Figure 2 shows a photograph of the ablation test and the morphology of the tested sample. Despite the low level of boron present, our carbide displayed the characteristic light green flame during the ablation test, which in contrast to the carbide (that is, Zr0.8Ti0.2C fabricated by RMI), and typical of the ablation flame of ZrB2 (ref. 22), as shown in Fig. 2a. Generally, borides (for example, ZrB2) show better levels of oxidation resistance than their carbides (for example, ZrC)23. From the comparison between Zr0.8Ti0.2C0.74B0.26 and Zr0.8Ti0.2C shown in Fig. 1, it is inferred that the improvement in ablation resistance can be mainly attributed to the introduction of boron into Zr0.8Ti0.2C. In addition, as shown in Fig. 2b,c, the ablated surfaces are relatively smooth and free from any obvious erosion hollows and cracks. The protective oxide layer grows with the increasing temperature remaining essentially intact throughout. Consequently, the Zr0.8Ti0.2C0.74B0.26 carbide exhibits a level of ablation resistance and protection not seen in other Zr-based carbides and diborides and common high-temperature composites. The results also suggest that C/C composite modified by Zr0.8Ti0.2C0.74B0.26 (Figs 2 and 3) displays good thermal-shock resistance.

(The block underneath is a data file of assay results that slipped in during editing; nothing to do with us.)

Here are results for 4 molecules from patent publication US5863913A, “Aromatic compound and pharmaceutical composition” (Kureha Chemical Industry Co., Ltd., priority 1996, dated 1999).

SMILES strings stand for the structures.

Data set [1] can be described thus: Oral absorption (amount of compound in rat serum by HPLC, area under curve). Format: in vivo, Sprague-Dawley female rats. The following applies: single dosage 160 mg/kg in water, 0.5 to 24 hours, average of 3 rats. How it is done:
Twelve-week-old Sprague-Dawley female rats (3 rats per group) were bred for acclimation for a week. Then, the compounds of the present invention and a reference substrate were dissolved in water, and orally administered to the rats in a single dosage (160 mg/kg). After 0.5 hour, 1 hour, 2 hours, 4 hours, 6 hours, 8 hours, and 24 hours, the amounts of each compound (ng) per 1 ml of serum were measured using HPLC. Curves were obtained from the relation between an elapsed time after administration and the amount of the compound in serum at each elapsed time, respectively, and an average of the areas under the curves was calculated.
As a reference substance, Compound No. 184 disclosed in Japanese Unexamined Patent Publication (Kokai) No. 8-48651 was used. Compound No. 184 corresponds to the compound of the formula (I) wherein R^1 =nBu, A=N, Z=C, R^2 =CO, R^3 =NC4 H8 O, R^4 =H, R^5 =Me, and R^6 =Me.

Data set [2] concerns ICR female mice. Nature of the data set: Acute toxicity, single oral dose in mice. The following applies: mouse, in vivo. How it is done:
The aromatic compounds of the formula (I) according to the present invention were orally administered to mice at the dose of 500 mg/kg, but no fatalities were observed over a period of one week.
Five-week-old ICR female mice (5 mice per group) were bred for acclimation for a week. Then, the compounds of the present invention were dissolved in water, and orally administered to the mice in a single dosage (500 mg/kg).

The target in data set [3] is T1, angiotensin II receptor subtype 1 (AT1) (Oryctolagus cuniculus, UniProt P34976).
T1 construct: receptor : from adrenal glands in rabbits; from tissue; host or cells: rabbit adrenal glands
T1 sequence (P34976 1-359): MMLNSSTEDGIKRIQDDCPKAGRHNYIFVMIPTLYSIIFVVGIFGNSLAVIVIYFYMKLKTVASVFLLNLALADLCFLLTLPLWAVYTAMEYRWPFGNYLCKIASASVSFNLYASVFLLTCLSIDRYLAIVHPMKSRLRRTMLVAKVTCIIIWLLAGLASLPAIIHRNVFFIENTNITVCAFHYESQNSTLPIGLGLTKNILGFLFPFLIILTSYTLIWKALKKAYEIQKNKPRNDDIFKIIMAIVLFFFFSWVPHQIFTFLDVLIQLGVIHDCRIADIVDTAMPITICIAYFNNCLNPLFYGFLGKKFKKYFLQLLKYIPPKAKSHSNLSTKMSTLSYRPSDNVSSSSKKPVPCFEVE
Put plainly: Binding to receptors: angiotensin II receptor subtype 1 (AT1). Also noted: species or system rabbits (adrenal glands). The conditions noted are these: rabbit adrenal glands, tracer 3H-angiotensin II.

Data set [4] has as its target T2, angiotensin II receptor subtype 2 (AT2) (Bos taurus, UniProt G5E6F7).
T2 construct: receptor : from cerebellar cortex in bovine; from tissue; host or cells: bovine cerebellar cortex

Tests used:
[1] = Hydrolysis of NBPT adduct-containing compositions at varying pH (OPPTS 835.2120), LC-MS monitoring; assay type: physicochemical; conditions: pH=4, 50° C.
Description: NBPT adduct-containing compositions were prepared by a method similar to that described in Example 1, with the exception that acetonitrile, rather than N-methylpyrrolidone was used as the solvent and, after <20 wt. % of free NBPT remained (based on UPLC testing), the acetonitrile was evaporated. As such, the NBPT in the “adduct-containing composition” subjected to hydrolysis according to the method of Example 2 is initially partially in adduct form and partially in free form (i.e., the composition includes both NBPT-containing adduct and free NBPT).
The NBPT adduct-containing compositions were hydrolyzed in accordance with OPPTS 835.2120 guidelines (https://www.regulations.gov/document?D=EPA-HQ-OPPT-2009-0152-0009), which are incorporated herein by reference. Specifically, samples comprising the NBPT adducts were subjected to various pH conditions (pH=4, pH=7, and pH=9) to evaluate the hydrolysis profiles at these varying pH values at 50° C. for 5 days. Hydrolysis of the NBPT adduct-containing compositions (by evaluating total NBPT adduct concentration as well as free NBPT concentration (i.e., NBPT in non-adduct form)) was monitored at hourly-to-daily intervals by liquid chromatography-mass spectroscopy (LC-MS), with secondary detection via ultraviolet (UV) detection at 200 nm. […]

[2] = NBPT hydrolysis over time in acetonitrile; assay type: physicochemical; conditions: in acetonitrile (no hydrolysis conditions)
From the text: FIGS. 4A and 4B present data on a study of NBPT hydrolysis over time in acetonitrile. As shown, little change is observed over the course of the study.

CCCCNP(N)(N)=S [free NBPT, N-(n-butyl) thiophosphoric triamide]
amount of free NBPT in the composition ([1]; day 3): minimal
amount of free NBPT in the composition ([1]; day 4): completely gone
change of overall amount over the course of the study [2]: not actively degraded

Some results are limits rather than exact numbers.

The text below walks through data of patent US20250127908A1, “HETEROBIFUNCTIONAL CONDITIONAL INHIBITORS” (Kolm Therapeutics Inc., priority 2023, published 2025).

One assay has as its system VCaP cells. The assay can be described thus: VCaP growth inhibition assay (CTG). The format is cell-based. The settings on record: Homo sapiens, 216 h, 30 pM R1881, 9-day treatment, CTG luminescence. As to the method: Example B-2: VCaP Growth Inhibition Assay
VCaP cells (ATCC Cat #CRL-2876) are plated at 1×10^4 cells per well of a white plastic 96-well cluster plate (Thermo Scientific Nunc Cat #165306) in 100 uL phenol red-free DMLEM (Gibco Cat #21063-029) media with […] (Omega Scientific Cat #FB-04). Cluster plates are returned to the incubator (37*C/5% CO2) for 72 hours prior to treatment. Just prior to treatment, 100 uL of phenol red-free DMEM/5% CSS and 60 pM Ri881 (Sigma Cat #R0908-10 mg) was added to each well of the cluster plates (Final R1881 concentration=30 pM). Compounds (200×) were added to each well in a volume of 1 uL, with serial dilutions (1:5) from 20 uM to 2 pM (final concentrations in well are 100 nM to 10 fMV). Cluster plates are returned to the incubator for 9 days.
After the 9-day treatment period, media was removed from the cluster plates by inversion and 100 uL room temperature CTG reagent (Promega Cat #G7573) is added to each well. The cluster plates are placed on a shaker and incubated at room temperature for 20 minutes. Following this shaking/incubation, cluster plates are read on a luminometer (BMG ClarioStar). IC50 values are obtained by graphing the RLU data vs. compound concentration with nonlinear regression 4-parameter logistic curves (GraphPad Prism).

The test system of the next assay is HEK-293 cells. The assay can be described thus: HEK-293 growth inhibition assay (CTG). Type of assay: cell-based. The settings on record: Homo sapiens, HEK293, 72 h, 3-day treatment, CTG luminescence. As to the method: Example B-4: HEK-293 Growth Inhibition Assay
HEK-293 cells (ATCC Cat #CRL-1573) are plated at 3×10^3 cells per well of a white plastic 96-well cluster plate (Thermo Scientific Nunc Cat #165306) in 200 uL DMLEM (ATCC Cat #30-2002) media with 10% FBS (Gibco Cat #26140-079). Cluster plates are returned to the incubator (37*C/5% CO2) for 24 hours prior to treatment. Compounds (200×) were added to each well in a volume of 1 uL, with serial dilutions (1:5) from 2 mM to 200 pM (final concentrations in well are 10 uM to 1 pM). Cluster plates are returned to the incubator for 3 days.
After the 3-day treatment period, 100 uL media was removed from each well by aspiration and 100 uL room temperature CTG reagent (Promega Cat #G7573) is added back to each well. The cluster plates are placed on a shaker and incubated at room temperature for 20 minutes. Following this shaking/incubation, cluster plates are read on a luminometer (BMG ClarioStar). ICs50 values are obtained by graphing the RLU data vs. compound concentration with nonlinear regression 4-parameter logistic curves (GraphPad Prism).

Microstructure and constituents